Chloe writes about how she and her boyfriend overcame her past of anorexia as she entered recovery with his trust and loyalty.
- Chloe Murray
My boyfriend is the most amazing person in the world. He's kind, loyal, trustworthy and understanding. I know I can tell him anything and trust that he will give the best advice or reassurance. His name is Elliot, and he has helped me in so many ways, yet he doesn't even realise.
I opened up to Elliot about my past with anorexia shortly after we starting seeing each other. At the time, I was still struggling with eating and my feelings. I felt guilty after food and I exercised because I had to, not because I wanted to. I was healthy physically, but not mentally. I figured Elliot would see through my picky eating habits and guess something wasn't quite right, so I told him before he did. Like a lot of people do, I was worried he'd judge me because of it. I didn't want to grow any more attached to him, only for Elliot to find out that I was a recovering anorexic to be a huge deal breaker. I was protecting myself more than anything, despite finding it extremely difficult to talk about my past. It was the first time I had talked about my eating disorder, apart from during my hospital stays.
To my surprise, Elliot didn't bat an eyelid when he found out. To him, it wasn't a big deal, he loved me none the less and thankfully he didn't ask difficult questions either. He was just so very understanding, and it didn't change anything between us like I feared it would. He didn't judge me at all, but I could sense his support. He'd always make sure I was happy with what he was cooking, asked me how I was and held my hand when he saw that I was struggling.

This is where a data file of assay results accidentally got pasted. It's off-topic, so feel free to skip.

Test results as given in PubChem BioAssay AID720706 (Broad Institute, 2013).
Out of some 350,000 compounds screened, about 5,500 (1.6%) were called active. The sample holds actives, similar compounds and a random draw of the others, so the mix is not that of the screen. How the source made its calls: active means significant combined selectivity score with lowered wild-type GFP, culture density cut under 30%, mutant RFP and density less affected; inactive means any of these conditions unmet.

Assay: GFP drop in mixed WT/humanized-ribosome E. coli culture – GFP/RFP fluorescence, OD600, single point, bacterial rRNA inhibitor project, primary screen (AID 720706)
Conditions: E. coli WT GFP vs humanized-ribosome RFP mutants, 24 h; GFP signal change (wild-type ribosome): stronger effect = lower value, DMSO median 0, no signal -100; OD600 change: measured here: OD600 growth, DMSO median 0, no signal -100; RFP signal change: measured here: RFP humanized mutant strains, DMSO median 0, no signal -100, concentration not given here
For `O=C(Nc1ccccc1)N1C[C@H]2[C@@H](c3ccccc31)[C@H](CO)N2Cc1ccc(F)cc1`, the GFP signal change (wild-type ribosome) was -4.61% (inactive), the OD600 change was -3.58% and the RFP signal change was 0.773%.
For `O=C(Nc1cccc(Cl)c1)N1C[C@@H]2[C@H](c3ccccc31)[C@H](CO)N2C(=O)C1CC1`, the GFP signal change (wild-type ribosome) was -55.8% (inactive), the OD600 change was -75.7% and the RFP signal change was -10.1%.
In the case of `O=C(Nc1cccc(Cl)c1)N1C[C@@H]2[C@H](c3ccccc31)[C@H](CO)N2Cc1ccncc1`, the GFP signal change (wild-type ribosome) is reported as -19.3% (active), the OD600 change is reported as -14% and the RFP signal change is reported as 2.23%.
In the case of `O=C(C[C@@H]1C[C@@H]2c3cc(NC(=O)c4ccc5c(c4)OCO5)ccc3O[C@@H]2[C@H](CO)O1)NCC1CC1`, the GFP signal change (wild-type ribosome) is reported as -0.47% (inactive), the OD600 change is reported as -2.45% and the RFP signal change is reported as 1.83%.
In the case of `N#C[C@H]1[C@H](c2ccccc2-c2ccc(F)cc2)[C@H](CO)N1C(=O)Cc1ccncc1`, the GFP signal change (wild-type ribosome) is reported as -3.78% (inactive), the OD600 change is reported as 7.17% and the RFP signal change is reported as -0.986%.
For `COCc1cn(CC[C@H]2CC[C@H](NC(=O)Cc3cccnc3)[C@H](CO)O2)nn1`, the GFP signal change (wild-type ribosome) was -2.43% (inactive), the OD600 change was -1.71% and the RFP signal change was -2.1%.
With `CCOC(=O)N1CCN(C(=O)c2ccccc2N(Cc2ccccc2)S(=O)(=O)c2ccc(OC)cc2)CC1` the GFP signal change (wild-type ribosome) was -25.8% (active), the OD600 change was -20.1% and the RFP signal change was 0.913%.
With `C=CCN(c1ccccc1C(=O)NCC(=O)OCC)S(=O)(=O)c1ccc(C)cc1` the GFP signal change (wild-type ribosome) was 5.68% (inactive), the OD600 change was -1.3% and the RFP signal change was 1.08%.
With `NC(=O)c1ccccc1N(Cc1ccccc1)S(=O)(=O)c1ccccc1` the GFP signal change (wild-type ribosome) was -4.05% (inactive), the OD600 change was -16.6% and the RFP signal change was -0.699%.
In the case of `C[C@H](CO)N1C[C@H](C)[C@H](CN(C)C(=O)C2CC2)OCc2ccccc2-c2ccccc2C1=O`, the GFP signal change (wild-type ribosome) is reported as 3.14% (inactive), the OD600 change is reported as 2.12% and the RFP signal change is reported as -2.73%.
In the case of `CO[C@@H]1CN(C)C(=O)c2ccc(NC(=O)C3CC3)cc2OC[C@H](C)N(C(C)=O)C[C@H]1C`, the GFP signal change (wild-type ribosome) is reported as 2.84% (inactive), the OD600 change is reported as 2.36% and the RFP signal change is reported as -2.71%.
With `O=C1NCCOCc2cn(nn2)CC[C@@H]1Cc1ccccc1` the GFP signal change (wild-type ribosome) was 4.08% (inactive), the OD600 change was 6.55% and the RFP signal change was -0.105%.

Elliot made things easier. Overtime, I became more comfortable opening up to him. He could read me like a book. There'd be nights when I couldn't sleep because I felt guilty or fat, and he'd always say something to comfort me and make everything better. Sometimes, all I needed to know was that he was on my side and that he loved me, something that anorexia tried to convince me wasn't possible - making me feel as though I was "too fat to be loved". But overtime, I realised that Elliot really did love me, and he chose to, not like family who have to. That made a big difference in my recovery, as I began to learn to love myself and look after myself. I began to enjoy exercising again and my diet began to vary. I started enjoying meals out instead of panicking beforehand. I had more energy and I was happier!
Having someone there for you is so extremely important - knowing you are loved and that you matter. We all need someone to turn to for help and guidance. I now believe that I am no long recovering from anorexia - I am recovered. I am no longer controlled by silly rituals, numbers, weights and boring routines. Through not just Elliot, but all my family and friends who have supported me, I can proudly say, I am free - I am no longer anorexia, I am just me!
For more support on understanding eating disorders, click here.
For more information on how to support a friend going through mental health issues, click here.